economies, and concerns about the ability of
the US economy to weather potential future
adverse shocks. In addition, the present sit-
uation regarding Syria and the potential for
military action could result in increasing oil
prices with a negative effect on global growth.
Federal Reserve and global fixed
During the FOMC July meeting, the Federal
Reserve indicated they will likely be ready to
begin rolling back the unprecedented stimulus
as early as September. The result was an out-
flow of investments from emerging markets
back to the US, in both equity and fixed income
The panic "rush to the exit" of investors
has also placed pressures on many global cur-
rencies, with most emerging market currencies
depreciating versus the US dollar.
Tapering, in essence, is the clearest signal
of an end to low USD interest rates across
global markets. Consequently, US Treasury
yields, the benchmark of US-dollar denom-
inated fixed income markets, have been on
the rise. Exhibit 2 shows the current US Treas-
ury yields and forecast through 2014.
As expectations of USD interest rate increases
strengthen, investors will demand higher yields
on all USD-denominated fixed income secu-
rities. The result of rising yield demands is a
pullback in bond prices, regardless of cred-
The Bloomberg USD Emerging Market Cor-
porate Bond Index, which is a market-value
weighted index engineered to measure cor-
porate bond performance of USD fixed-rate
corporate bond issues in emerging markets,
declined by 7.2 per cent to 128.93 from a peak
of 138.939 in early May 2013.
With the rapid reversal in yields/prices, it
would appear that much of the effects of a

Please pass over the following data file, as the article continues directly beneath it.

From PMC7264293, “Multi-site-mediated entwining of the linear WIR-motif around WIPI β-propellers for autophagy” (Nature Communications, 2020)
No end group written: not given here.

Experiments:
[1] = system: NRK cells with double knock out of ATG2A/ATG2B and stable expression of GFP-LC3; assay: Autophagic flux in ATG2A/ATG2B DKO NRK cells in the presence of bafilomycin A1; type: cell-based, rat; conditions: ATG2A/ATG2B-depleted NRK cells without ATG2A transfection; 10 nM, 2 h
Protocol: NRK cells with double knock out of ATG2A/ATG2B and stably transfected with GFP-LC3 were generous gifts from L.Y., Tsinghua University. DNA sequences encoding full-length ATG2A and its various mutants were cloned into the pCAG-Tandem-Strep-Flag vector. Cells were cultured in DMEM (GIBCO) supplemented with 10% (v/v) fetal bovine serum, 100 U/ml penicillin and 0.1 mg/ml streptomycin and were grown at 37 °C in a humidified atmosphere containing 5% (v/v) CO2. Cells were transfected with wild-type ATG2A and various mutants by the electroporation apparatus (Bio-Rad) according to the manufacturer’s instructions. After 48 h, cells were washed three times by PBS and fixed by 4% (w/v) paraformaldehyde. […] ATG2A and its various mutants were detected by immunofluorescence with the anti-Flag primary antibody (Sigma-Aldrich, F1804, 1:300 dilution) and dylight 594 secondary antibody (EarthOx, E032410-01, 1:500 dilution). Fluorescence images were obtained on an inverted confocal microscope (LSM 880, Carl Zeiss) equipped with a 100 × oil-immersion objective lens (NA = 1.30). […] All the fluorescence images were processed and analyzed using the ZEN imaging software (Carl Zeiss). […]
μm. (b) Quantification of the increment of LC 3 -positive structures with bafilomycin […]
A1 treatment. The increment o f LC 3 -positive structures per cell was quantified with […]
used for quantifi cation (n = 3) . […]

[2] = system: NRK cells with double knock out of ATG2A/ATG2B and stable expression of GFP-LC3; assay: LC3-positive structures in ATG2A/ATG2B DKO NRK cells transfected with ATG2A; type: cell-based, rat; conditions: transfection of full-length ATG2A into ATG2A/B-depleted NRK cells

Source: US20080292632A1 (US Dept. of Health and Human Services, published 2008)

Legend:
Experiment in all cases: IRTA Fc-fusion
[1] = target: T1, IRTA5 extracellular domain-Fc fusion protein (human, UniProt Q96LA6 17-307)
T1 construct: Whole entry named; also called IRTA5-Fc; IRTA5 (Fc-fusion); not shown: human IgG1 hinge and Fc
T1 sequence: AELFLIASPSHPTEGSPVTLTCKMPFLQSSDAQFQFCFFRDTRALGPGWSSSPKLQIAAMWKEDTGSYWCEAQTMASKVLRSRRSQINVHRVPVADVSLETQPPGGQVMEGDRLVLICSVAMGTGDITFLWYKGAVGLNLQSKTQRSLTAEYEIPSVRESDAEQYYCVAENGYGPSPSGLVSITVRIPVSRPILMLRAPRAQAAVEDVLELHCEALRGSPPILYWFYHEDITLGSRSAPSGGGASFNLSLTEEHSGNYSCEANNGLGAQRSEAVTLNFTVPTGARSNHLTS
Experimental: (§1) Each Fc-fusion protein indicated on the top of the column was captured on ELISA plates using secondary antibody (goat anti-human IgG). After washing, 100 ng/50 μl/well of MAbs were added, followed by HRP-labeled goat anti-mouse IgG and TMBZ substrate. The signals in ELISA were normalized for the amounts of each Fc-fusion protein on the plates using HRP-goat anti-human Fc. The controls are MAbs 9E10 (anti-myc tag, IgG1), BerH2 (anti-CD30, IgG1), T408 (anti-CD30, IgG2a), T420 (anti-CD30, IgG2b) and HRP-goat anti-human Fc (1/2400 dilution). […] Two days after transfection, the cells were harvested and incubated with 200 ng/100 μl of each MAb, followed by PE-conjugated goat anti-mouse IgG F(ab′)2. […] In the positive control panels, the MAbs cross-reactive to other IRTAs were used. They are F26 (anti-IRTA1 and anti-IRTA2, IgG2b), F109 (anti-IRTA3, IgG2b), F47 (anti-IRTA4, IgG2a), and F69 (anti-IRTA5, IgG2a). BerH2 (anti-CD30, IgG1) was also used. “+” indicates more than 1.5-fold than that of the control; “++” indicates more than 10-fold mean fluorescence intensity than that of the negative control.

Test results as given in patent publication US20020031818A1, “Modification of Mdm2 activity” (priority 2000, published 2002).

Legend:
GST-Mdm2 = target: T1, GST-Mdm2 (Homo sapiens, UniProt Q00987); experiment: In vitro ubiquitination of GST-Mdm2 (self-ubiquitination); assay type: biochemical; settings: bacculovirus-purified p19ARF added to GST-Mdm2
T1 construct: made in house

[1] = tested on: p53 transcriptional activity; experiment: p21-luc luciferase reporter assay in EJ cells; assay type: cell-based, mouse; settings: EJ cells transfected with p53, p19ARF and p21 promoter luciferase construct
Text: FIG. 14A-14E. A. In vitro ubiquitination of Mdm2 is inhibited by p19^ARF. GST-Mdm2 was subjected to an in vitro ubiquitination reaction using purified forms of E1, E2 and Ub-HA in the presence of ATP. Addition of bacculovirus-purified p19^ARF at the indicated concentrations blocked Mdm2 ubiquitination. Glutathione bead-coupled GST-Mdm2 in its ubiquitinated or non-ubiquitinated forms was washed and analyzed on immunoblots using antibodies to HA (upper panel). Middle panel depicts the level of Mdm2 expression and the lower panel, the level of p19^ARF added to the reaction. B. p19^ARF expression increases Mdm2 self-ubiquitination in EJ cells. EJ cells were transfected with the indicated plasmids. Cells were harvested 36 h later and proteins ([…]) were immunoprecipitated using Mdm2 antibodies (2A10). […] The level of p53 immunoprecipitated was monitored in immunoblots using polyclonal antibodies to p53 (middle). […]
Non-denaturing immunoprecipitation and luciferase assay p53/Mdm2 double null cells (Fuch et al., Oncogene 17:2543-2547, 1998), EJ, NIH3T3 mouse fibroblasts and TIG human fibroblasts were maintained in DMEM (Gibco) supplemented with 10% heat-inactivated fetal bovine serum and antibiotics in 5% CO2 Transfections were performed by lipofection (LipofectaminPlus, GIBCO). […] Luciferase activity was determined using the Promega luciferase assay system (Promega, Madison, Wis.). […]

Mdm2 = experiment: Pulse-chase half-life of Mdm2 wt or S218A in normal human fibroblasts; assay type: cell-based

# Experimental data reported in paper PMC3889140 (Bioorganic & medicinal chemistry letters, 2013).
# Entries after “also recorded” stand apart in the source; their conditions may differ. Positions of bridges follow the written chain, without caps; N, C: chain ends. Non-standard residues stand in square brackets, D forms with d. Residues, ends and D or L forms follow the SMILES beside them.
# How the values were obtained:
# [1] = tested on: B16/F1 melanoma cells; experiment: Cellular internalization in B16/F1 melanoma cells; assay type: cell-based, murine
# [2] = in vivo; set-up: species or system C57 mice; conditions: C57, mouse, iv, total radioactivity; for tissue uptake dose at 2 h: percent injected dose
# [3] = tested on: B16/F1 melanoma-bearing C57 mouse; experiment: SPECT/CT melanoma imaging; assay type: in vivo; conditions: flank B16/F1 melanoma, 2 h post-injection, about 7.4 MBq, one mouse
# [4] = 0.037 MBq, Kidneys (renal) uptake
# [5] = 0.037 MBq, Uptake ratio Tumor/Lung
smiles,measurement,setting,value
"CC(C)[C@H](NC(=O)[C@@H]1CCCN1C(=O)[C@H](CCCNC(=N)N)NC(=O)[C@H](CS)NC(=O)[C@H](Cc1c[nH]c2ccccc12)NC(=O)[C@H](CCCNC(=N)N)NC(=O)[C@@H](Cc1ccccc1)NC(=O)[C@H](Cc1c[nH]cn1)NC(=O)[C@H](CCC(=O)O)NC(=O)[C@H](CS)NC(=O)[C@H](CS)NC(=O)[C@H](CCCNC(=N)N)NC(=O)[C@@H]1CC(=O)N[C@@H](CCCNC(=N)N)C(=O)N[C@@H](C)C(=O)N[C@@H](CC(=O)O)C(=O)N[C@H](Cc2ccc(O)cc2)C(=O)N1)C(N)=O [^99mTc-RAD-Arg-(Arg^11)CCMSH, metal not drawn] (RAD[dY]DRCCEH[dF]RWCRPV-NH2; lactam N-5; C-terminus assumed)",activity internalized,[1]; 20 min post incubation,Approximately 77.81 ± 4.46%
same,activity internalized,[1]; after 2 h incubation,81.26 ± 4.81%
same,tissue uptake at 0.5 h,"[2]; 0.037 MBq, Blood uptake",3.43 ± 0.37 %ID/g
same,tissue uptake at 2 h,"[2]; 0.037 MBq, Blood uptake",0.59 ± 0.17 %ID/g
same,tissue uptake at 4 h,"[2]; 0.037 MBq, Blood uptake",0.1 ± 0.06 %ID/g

rise in US interest rates have been priced into
fixed income assets. The market, after its initial
knee-jerk reaction, should likely settle at cur-
rent levels (at least over the short term).
Significant potential fixed income oppor-
tunities exist for the investor with patient cap-
ital. Fixed-income valuations, as measured by
the Bloomberg USD Emerging Market Cor-
porate Bond Index, are now at their most
attractive levels for the past 12 months, allowing
the investor to add high quality fixed income
to a well-diversified portfolio.
As market uncertainties rise, "locking-in"
returns via bonds will become an increasingly
attractive prospect to investors. With regards
to investment strategy, the investor should
ladder fixed income securities within the port-
folio, minimising the effect of volatility of
prices caused by interest rate movements.
Incremental investing throughout the rate
cycle is an important investment discipline,
that is, periodically accumulating bonds as
rates continue to rise.
Finally, investors should also consider moving
up the credit rating scale as markets afford
this opportunity. In other words, the investor
will receive better returns for accepting lower
bond risk (higher-rated bonds) as rates rise.
As the US and the rest of the world slowly
sail out of the economic doldrums, the invest-
ment landscape will remain a dynamic one.
Markets will continue to change and the attrac-
tiveness of different asset classes will contin-
As always, investors are advised to seek con-
sultation from a qualified investment adviser,
like Bourse, before undertaking any investment
ventures, as we assist in adding the most value
to your investment decisions.
BUSINESS GUARDIAN www.guardian.co.tt SEPTEMBER 2013 • WEEK ONE
Bourse Securities Ltd
Weekly Market Review
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three years immediately preceding this document; or
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document, which may have been obtained from or